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Default Re: A Compartive Study of Loudspeaker Frequency Response in Car Doors

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Old 08-31-2009   #59
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Default Re: A Compartive Study of Loudspeaker Frequency Response in Car Doors

Can you turn the car upside down and suspend it from an 18 foot beam, and then do spatial averaging?

Just kidding.
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Old 09-26-2009   #60
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Default Re: A Compartive Study of Loudspeaker Frequency Response in Car Doors

holy thread revival batman!!
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Old 09-27-2009   #61
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Default Re: A Compartive Study of Loudspeaker Frequency Response in Car Doors

I don't know how I missed this thread, but thanks for "resurrecting" it. I have an Acura TSX and am working to balance the L/R EQ on my front stage. I have noticed the same trough around 450Hz as the Accord in this thread...and there isn't anything I can do about it with my 1/3 oct graphic EQ bands at 400 and 500 without also affecting <400 and >500

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Old 02-25-2015   #62
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Default Re: A Compartive Study of Loudspeaker Frequency Response in Car Doors

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Originally Posted by shinjohn View Post
(...)
Key Takeaways: (however obvious they may be)
  1. The vehicle's transfer function (environment) has far more impact on frequency response than any other variable. Differences between drivers are relatively small in comparison.
  2. Differences in driver performance (frequency response) are quite measurable. These drivers to me sound different, particularly in the midrange, and the differences in response from ~1KHz and up correlate well with my subjective evaluations.
  3. I was surprised that the lower frequency response of the two drivers didn't differ more, but there does seem to be a small measurable difference nonetheless. It's not much though, and error in accurate gain setting and in measurement repeatability renders that point completely moot.
  4. If smooth frequency response is your goal, there's no way of getting there without having separate left/right EQ, AND alot of control via parametric or NUMEROUS graphic bands.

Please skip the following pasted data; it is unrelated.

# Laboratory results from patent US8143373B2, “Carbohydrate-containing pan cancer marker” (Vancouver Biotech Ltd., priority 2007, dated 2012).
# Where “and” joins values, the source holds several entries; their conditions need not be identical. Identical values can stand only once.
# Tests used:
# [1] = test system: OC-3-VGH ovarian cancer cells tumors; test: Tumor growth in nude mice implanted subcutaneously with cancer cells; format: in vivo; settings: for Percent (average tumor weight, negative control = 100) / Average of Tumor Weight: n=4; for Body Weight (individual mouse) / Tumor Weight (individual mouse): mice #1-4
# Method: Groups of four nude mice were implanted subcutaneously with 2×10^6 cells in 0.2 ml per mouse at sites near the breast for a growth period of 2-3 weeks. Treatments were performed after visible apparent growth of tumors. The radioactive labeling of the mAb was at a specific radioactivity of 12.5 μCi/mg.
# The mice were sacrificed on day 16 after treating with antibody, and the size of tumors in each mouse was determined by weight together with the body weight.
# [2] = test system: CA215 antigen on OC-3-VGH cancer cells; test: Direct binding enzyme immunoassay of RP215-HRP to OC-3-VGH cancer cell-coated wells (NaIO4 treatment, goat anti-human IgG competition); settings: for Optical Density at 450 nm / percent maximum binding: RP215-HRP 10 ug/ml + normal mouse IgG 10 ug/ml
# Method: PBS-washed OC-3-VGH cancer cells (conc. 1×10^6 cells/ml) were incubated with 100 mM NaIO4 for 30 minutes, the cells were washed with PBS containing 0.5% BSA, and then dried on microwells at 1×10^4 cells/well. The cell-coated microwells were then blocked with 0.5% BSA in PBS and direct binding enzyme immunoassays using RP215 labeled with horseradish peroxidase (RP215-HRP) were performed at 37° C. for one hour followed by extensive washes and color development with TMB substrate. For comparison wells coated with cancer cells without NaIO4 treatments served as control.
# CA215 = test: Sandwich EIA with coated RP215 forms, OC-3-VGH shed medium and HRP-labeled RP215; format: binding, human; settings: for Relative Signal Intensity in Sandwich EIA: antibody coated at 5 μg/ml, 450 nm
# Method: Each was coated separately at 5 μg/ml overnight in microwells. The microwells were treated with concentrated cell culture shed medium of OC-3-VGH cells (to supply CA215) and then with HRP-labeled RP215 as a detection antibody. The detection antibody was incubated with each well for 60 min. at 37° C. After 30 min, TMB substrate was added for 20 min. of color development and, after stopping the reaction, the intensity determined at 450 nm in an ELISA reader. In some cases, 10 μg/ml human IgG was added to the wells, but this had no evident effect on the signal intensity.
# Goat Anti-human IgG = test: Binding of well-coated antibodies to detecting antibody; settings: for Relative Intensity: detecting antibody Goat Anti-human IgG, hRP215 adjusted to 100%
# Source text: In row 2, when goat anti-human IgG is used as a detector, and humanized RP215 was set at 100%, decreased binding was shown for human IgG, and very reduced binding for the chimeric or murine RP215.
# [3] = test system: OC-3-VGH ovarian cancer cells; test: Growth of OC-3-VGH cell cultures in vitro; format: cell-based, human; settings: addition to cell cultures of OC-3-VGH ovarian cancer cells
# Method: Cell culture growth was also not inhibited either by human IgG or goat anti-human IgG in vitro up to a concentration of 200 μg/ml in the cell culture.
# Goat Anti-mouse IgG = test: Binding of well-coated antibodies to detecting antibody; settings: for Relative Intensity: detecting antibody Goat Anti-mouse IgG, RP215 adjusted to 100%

Wow, that was a cool thread!
Look at us carefully picking drivers on their flat FR...
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Old 03-04-2015   #63
 
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Default Re: A Compartive Study of Loudspeaker Frequency Response in Car Doors

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Wow, that was a cool thread!
Look at us carefully picking drivers on their flat FR...
Ha, ha, yes, great thread. Glad to see people put so much effort into such data collecting.
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Old 03-05-2015   #64
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Default Re: A Compartive Study of Loudspeaker Frequency Response in Car Doors

Holy thread resurrections Batman! Wow that was a long time ago!!!!
Brings back memories......

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Old 03-07-2015   #65
 
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Default Re: A Compartive Study of Loudspeaker Frequency Response in Car Doors

Great thread. Another take away from this thread is that these days USB mics can be had for under $100 (I have the UMIK-1 from the miniDSP guys that was $75) and measurement software (REW) is free. Most of the mics come with calibration files so software setup isn't too hard.

So, after spending hundreds (if not thousands) of dollars on audio equipment, the measurement equipment is darn right cheep. Plus the mic ought to last nearly a lifetime and used over and over for different installs or changes to existing setups. Yes, technically the software can be a bit daunting, but there are several good tutorials and online help guides. Heck if those stupid home theater guys can figure this out, we DIY mobile audio guys ought to have no trouble (j/k)

You couple this with the now lower cost DSPs you have unprecedented control over your sound.

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Old 03-12-2016   #66
 
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OK. Glad to see this back up. A few pages earlier someone mentioned mounting the speaker to the door panel instead of behind it. My doors are treated but was thinking about this because thinking I could use a angled spacer to get my sound a little higher if you will. I have a tahoe and the speaker placement is in the very bottom of a giant door. By my ankle basicly. I was going to do little bit of fiberglassing to make a pod and cut out the stock grill. I was going to leave the mdf rings about two inches worth behind the door panel and foam or should I fill that space up with more foam???maybe even completely block that opening up. Any thoughts. By the way I'm not using a dsp and wasn't planning on it. Thanks.
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Old 03-14-2016   #67
 
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Default

Well decided to mount on the panel. We will see how it sounds

Last edited by Bacovish; 03-14-2016 at 07:18 PM..